You said:
"I also think she knew a lot more was at stake than Tony's womanizing reputation or "the kids". She knows that people could die over this and that Chris was threatening to kill Tony, which she certainly knows means Tony was a threat to kill Chris and that Chris could also kill Ade. She knows that if Chris' damaged macho image weren't rehabilitated by squelching all appearance that the rumor was true, Chris would be a ticking time bomb that would inevitably explode or be involuntarily and permanently diffused. "


This is Carmela's great dilemma, and to me the most interesting thing going on in the series right now. There's ALWAYS a reason for her not to cut off Tony completely, whether it be fear of finances, fear of repercussions, unintended consequences, his rage, etc.

Yet she must if she is ever going to realize that absolution/redemption she so clearly seems to want. I think she's had both a priest and a rabbi tell her that. But they're not telling her anything she doesn't already know.


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Re: Carmela's Denial Of Her Own Behavior

#68
The "truth teller" to Carm was the shrink she saw in I forget what season...the old, Jewish guy who told her to "take the children and leave" and at the end of the session "You can't say you weren't warned". In throwing Tony out, Carmela wasn't rejecting Mob life (and all its power) but was pushed to the breaking point by Tony's philandering..She was/is desparately lonely and if Tony had just paid her even a little attention she probably would have settled for that and put up with his womanizing. Her instinctive threat to Wegler "You better watch your back" shows she still thinks of herself as "connected" to Tony and the power he wields..the fact that she has stayed in the house and made no effort to disentangle herself from Tony financially is also telling - she likes the lifestyle...

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Carmella's Motivation with Wexler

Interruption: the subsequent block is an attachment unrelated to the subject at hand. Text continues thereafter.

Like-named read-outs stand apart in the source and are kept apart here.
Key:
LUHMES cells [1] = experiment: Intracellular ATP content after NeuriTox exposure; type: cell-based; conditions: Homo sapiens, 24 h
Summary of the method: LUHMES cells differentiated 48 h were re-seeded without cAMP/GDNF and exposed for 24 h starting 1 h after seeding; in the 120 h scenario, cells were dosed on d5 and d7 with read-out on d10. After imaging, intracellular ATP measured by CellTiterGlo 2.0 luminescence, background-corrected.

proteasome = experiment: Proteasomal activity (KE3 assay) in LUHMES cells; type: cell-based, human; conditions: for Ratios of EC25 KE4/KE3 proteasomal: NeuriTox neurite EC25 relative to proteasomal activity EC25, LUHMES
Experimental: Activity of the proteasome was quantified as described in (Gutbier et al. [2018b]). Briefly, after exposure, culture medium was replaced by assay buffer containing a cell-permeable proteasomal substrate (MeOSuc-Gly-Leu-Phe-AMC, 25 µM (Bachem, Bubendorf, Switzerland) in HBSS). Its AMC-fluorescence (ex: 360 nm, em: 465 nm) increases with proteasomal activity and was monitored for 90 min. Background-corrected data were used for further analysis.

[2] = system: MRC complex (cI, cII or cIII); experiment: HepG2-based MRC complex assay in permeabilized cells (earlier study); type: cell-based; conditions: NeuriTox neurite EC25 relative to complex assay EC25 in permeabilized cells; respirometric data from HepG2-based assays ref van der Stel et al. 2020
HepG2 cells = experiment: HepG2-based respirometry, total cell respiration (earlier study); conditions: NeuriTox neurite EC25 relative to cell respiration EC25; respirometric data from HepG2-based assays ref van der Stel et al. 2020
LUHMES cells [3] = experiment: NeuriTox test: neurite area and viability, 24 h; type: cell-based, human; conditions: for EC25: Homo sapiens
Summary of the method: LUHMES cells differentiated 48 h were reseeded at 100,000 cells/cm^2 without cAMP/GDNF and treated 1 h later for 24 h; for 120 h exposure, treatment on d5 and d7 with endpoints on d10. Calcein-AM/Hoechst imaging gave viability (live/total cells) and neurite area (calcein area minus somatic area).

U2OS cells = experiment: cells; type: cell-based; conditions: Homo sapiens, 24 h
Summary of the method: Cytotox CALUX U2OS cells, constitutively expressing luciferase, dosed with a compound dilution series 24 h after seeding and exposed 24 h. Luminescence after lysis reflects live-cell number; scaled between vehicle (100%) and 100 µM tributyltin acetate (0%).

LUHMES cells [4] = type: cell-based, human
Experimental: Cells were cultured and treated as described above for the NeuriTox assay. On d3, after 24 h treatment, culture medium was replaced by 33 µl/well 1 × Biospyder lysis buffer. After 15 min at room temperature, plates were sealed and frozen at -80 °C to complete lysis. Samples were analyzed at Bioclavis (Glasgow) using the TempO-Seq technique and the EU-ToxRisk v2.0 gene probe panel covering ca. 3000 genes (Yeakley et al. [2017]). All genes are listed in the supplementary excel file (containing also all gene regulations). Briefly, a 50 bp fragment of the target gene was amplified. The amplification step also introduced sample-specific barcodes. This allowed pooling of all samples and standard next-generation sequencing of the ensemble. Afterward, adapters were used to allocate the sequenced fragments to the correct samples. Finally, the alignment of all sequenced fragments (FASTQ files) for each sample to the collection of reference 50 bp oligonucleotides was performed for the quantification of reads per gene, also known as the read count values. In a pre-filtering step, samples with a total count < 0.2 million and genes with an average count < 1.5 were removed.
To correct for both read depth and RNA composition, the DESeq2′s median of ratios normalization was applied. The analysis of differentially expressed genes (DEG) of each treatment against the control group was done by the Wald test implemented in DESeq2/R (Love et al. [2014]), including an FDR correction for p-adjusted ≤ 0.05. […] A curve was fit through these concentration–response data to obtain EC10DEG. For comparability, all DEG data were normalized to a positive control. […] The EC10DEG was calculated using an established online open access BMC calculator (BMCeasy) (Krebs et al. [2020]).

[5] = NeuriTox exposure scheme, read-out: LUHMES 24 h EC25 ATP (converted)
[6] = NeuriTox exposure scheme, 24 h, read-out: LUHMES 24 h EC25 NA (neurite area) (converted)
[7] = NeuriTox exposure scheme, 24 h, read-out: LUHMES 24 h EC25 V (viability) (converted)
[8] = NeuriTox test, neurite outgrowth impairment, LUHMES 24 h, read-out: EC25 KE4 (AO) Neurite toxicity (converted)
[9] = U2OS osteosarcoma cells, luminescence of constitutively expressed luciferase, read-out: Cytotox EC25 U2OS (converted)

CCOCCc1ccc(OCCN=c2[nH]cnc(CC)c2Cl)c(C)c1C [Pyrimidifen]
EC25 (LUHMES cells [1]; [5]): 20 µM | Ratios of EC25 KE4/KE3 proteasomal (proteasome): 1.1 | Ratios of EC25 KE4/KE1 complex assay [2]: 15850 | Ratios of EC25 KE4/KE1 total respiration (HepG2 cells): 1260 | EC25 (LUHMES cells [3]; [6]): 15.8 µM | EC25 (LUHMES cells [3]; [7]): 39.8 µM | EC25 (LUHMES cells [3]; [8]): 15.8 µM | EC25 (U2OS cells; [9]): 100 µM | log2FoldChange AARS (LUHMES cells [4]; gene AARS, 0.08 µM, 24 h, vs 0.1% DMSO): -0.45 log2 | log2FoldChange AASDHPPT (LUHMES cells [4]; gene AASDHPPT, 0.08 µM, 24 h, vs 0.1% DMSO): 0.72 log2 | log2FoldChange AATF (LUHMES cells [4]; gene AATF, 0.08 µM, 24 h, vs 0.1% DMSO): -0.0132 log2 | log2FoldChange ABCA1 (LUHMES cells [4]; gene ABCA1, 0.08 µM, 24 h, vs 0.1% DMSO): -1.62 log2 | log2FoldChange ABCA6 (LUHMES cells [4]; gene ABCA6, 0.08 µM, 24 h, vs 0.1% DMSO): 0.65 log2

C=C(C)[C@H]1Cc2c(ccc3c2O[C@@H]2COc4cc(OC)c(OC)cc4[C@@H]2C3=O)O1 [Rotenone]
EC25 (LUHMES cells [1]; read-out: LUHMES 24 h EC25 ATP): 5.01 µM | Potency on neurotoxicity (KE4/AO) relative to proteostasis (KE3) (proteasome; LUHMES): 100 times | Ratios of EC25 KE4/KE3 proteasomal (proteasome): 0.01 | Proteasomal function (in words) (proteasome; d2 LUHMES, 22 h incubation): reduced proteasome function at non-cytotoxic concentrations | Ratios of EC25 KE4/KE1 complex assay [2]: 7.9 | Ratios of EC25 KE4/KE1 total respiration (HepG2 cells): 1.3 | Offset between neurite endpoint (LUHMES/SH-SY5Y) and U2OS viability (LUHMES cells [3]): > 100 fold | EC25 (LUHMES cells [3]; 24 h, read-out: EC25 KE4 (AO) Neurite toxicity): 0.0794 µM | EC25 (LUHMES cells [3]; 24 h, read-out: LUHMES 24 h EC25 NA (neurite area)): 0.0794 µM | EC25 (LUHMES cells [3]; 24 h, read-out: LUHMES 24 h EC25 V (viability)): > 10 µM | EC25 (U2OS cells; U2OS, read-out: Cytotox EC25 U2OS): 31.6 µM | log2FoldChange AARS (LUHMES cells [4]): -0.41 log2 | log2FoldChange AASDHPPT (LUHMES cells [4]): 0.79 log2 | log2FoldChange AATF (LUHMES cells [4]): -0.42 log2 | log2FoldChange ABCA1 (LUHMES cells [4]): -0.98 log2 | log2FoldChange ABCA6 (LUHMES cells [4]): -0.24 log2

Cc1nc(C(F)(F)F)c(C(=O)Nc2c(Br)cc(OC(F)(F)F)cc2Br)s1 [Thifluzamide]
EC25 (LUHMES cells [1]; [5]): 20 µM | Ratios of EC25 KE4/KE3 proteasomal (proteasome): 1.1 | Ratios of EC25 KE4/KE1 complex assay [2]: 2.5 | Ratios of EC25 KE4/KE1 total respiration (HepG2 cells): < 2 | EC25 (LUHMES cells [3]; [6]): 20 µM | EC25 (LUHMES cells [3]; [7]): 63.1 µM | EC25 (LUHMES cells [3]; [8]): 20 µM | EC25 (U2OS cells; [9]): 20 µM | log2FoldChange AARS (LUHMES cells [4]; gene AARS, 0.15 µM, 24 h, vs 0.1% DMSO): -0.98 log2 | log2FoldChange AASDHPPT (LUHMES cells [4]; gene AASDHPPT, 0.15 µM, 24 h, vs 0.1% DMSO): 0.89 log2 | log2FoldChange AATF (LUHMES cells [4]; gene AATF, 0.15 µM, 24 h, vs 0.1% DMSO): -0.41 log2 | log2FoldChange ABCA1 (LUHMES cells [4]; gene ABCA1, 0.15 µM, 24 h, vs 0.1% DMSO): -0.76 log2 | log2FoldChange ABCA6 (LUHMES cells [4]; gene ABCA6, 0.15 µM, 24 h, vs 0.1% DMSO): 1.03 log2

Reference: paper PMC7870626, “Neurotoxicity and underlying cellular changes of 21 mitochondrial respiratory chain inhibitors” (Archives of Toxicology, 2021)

#69
SophiaG wrote: "In the case of Carmella, she was looking for tangibles from Wexler (actions that would benefit her and her son) which in my opinion is what whores do."

Is that in your opinion the sole (or predominant) reason why she began this sexual relationship with Wegler?

I do believe that, yes, it was her reason for beginning to see Wegler. And I believe in this case, it was unconscious to a certain degree, i.e., Carmella wasn't fully aware of her behavior in this situation, unlike with the Cusamano's/ricotta pie and Meadow's recommendation letter. The convincers for me are 1) her two discussions with Wexler about who Tony is and the consequences of his involvement with her, 2) her choice of clothing in visting his office, 3) the content of her post-coital talk with Wexler, 4) her leaving his house so suddenly and giving the excuse that she chose, 5) her parting statement to Wexler.

Sophia wrote: "My own idea is that she is love-starved, romantically and sexually--no one in her life wants to have a conversation with her, and that includes Meadow who is too busy making out with Finn (circa All Happy Families), let alone act lovingly-- and that is what drives her--emotions, not tangibles. But feel free to disagree."